111 510 510 libonline@riphah.edu.pk Contact

Tunisia continues the revolution – in aerospace

When European plane-maker Airbus receives a juicy contract, such as this year’s 234-plane deal from Indonesia’s Lion Air, cries of joy ring out in Toulouse. But they’re also punching the air in Tunisia. The home of the Arab Spring has grown wings in the past four years, becoming the second North African destination for aerospace investment after Morocco, despite ongoing political and social turbulence.

At an industrial estate on the outskirts of Tunis, a half-hour from the airport where dictator Zine El Abidine Ben Ali boarded a plane into exile in 2011, the company that makes the front part of Airbus planes produces fuselage pieces. Aerolia’s “beautiful adventure” in Tunisia, as spokesman Philippe Le Gregam calls it, began in 2009, the year Airbus parent company EADS created a subsidiary to produce airplane noses and fuselages.

Within days Aerolia had signed a deal with the Tunisian government to establish a plant in Tunis, wooed by a low-cost, business-friendly environment. Despite opposition from French unions who protested over jobs being lost to France, a spanking new factory was built in under two years. But the ribbon had barely been cut on the 28,000-square-metre facility at M’Ghira, in the southern Tunis suburbs, when the revolution began.

As the protests over Ben Ali’s corrupt, repressive 23-year rule ripped through the country Aerolia was left considering its future in a country whose undemocratic leader France had backed until he fled. Would French and other foreign firms become targets? Keep calm and carry on, was the company’s motto.

Le Gregam recalls a young worker asking him: “What’s it like to live in a democracy?” “The alarm clock still goes off at 6:30 am,” was his reply. For a week after Ben Ali’s departure, as the country teetered on the brink of anarchy and looters ran amok, the factory remained closed. But the site escaped unscathed. Ouassim Berraies, general manager of Aerolia Tunisia, says most subcontractors managed to meet their commitments to European clients.

Successive interim governments also kept their word, including the Islamist-led government that has been in power since October 2011. With many foreign investors still adopting a wait-and-see approach to Tunisia, after last year’s storming of the US embassy by Salafi Muslim demonstrators and February’s assassination of an opposition politician, the government is keen to send the right signals.

Aerolia employees accuse media in France of exaggerating instability in the small Mediterranean nation. “The image conveyed by foreign media does not correspond to the reality,” says French production manager Olivier Coeurdray, who moved to Tunis at the start of 2013 with his wife and two young children.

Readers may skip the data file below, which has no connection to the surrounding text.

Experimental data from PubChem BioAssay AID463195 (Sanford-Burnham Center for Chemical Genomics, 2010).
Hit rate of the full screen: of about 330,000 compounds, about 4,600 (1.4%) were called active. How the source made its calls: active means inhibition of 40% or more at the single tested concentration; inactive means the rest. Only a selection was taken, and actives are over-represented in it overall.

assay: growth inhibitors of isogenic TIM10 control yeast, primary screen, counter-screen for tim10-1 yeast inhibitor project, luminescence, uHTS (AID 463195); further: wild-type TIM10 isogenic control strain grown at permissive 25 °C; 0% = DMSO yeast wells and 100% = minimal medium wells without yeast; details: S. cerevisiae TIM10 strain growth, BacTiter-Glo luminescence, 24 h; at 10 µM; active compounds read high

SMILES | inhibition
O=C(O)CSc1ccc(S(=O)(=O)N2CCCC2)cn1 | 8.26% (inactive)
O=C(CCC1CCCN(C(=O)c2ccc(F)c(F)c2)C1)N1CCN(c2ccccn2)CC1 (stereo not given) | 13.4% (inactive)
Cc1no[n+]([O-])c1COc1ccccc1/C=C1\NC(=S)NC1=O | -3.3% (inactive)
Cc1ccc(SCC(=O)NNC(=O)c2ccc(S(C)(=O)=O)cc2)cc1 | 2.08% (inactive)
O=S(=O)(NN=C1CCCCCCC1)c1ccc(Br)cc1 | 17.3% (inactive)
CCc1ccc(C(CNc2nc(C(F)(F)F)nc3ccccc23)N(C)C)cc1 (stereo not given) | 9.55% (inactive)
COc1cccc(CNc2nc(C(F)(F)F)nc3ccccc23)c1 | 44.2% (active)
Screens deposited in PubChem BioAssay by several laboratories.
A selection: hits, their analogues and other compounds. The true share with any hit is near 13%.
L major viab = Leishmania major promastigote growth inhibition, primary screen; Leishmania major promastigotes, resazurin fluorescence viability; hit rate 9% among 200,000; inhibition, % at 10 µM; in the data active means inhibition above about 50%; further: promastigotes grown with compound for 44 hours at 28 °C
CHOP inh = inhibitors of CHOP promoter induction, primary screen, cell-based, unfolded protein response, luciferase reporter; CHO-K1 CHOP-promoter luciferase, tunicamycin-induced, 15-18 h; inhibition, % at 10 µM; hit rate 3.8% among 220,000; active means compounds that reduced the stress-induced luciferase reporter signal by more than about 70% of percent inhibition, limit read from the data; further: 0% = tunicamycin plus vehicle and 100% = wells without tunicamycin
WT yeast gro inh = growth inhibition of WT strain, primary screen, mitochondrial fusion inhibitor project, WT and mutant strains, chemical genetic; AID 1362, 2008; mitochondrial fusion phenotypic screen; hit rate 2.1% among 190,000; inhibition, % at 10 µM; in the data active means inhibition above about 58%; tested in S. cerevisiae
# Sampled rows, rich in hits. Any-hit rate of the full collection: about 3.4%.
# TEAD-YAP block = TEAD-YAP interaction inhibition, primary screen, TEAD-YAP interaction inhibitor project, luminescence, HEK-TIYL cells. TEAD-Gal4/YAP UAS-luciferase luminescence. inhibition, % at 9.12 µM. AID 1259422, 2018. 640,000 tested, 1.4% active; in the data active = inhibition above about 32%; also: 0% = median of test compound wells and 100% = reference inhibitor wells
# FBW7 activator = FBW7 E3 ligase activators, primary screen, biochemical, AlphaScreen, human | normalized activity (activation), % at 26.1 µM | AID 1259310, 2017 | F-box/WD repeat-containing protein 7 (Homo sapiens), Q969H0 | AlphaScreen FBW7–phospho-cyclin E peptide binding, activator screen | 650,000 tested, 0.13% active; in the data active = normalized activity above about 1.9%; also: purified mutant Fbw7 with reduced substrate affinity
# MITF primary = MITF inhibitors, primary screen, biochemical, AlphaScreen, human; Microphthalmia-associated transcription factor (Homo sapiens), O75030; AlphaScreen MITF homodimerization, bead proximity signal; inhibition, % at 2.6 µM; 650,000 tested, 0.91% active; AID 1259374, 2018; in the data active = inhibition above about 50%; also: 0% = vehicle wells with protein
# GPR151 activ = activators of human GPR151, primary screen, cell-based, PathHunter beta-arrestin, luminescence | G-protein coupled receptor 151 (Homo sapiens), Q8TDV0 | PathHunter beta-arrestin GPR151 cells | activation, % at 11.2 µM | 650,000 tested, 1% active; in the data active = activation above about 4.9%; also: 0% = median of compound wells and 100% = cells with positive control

There is a lot riding on Aerolia for Tunisia and vice-versa. The company employs around 600 people making parts that are shipped to France for assembly. Seven industrial and logistical partners, including Germany’s ThyssenKrupp Aerospace, have followed Aerolia to Tunis, bringing total employment at M’Ghira to around 1,300. The jobs are mostly manual or semi-skilled but the plant gives the country a foothold in a multibillion-dollar business that has bucked the trend of the global economic crisis.

Airbus announced Thursday at the Paris Air Show that it had nearly hit its 2013 order target at the half-year mark. As it prepares to begin production of its new long-haul A350 jet suppliers like Aerolia are looking forward to increased business. That means more jobs, both in France and North Africa. Aerolia has defended its decision to relocate a part of its production offshore on the grounds that keeping costs down helps retain business.

“It’s what allows our clients (Airbus and Bombardier) to find new clients,” Le Gregam argues. The company would not be drawn on its wage costs in Tunisia, where the minimum legal wage is 320 dinars (197 dollars) per month. Besides the cost factor, which has also seduced French car parts makers, Tunisia also boasts the best-educated workforce in North Africa.

The challenge now, says Berraies, is to manage their expectation that political freedom would lead to economic emancipation. “We have to adapt to this new reality with more communication and better listening skills. You no longer hear bosses saying ‘You must do this.’ Now they say: ‘You must do this because…'”

Clare Byrne, "Tunisia continues the revolution – in aerospace," Business recorder. 2013-06-22.
Keywords: Social sciences , Economics , Economic crisis , Political freedom , Government-Tunisian , Democracy , Mass media , North Africa